Scientists develop method to recover high-purity silicon from solar panels for upcycling into lithium-ion batteries

The NTU Singapore approach demonstrated a higher recovery rate and purity than present silicon recovery technologies. Credit: NTU Singapore

Scientists from Nanyang Technological University, Singapore (NTU Singapore) have devised an efficient method of recovering high-purity silicon from expired solar panels to produce lithium-ion batteries that could help meet the increasing global demand to power electric vehicles.

High-purity silicon makes up the majority of solar cells, yet they are typically discarded at the end of their operational lifespan after 25 to 30 years. It is challenging to separate the silicon from other solar cell components such as aluminum, copper, silver, lead, and plastic. Moreover, recycled silicon has impurities and defects, making it unsuitable for other silicon-based technologies.

Existing methods to recover high-purity silicon are energy-intensive and involve highly toxic chemicals, making them expensive and limiting their widespread adoption among recyclers.

The NTU researchers overcame the challenges through a new extraction method using phosphoric acid, a substance commonly used in the food and beverage industry.

The NTU approach demonstrated a higher recovery rate and purity than present silicon recovery technologies. The process is also more efficient, involving just a single reagent (phosphoric acid), whereas conventional methods include at least two types of chemicals (highly acidic and highly alkaline).






Credit: Nanyang Technological University

Principal investigator of the study, Associate Professor Nripan Mathews, Provost’s Chair in Materials Science and Engineering and Cluster Director of the Energy Research Institute @ NTU (ERI@N), said, “Our approach to silicon recovery is both efficient and effective. We do not have to use multiple chemicals, reducing the time spent on post-treatment of the chemical wastes. At the same time, we achieved a high recovery rate of pure silicon comparable to those produced by energy-intensive extraction techniques.”

While the use of solar renewable energy has climbed over the last few decades, the limited lifespan of 30 years for solar panels means that 78 million tons of solar panels are due to expire by 2050.

The NTU research team believes their silicon recovery method can potentially solve the growing problem of solar panel waste by keeping resources in a loop.

The study is published in the journal Solar Energy Materials and Solar Cells.

Powering the growth of lithium-ion batteries for electric vehicles

Silicon is considered one of the most promising materials for next-generation lithium-ion batteries to power electric vehicles (EVs) due to its ability to deliver extended range and quick charging times.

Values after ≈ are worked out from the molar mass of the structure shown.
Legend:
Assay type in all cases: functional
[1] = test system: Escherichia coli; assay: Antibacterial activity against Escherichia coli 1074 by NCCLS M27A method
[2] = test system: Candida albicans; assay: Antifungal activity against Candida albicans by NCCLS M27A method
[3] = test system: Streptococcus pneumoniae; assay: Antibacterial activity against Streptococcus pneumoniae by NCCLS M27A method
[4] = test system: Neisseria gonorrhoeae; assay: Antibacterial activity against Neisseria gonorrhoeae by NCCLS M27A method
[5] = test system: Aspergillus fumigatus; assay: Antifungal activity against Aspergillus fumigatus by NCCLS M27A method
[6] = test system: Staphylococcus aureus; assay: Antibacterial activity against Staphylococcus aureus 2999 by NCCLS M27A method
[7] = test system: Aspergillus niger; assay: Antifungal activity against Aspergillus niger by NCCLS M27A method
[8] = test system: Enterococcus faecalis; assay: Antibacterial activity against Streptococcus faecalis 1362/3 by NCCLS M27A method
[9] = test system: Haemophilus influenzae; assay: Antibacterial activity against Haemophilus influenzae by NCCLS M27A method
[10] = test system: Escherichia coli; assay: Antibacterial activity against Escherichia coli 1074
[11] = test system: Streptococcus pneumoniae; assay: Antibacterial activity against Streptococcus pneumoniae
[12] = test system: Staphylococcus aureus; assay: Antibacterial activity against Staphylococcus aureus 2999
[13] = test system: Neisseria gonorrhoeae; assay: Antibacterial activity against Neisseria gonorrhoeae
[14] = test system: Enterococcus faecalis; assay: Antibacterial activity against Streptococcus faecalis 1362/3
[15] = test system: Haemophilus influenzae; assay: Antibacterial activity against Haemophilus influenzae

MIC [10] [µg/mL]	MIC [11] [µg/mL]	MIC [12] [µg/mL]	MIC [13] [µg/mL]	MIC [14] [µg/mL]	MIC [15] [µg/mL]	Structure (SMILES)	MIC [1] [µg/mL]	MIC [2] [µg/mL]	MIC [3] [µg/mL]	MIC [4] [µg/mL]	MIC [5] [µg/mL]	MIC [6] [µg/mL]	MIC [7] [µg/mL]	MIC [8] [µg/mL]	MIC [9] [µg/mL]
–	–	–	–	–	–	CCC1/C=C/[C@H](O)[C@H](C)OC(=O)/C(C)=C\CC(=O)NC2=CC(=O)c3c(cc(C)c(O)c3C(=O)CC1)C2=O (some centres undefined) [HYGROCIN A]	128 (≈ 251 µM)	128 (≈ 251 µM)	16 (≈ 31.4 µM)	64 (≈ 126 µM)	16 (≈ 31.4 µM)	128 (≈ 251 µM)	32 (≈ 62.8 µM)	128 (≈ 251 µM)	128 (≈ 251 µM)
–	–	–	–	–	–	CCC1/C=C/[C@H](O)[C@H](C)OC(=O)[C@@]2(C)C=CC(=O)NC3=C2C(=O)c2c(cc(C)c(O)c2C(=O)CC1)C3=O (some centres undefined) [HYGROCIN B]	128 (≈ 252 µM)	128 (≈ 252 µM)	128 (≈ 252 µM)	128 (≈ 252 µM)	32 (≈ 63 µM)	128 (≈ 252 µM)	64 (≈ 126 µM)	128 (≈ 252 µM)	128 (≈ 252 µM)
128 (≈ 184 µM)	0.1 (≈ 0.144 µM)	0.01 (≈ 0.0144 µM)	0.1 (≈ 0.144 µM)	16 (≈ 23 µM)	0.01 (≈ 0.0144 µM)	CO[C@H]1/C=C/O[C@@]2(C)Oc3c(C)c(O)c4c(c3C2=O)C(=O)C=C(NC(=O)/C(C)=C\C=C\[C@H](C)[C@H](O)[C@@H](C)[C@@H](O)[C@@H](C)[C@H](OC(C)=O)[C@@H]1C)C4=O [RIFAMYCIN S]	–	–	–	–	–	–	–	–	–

With carmakers racing to develop silicon-based lithium-ion batteries for advanced EVs, the NTU research team believes their newly developed silicon recovery method can support the expected demand for high-purity silicon.

The NTU approach involves first soaking the expired solar cell in hot diluted phosphoric acid for 30 minutes to remove metals (aluminum and silver) from their surfaces. This process is repeated using fresh phosphoric acid to ensure complete removal of the metals, resulting in pure silicon wafer at the end of another 30 minutes.

NTU Singapore scientists develop new method to recover high-purity silicon from expired solar panels for upcycling into lithium-
The NTU Singapore researchers used the recovered silicon in a lithium-ion battery anode and tested it for efficiency. Results showed that it performed similarly to new, commercially bought silicon. Credit: NTU Singapore

Using advanced spectroscopic analyses to evaluate the elemental content of the recovered wafer, researchers found that their sample achieved a recovery rate of 98.9 percent with a purity of 99.2 percent—comparable results to silicon recovered through currently available methods.

When the recovered silicon was upcycled into a lithium-ion battery anode and tested for efficiency, it performed similarly to new, commercially bought silicon.

Lead author of the study, Dr. Sim Ying, Research Fellow, Energy Research Institute @ NTU, said, “The comparable performance between our upcycled silicon-based lithium-ion battery and the newly purchased ones proves that the NTU approach is feasible. We envision our faster and cheaper silicon recovery method to be a positive boost for the development of EV batteries. Aside from EVs, there are also potential applications such as thermoelectric devices.”

More information:
Ying Sim et al, Simplified silicon recovery from photovoltaic waste enables high performance, sustainable lithium-ion batteries, Solar Energy Materials and Solar Cells (2023). DOI: 10.1016/j.solmat.2023.112394

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Nanyang Technological University

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Scientists develop method to recover high-purity silicon from solar panels for upcycling into lithium-ion batteries (2023, September 7)
retrieved 10 September 2023
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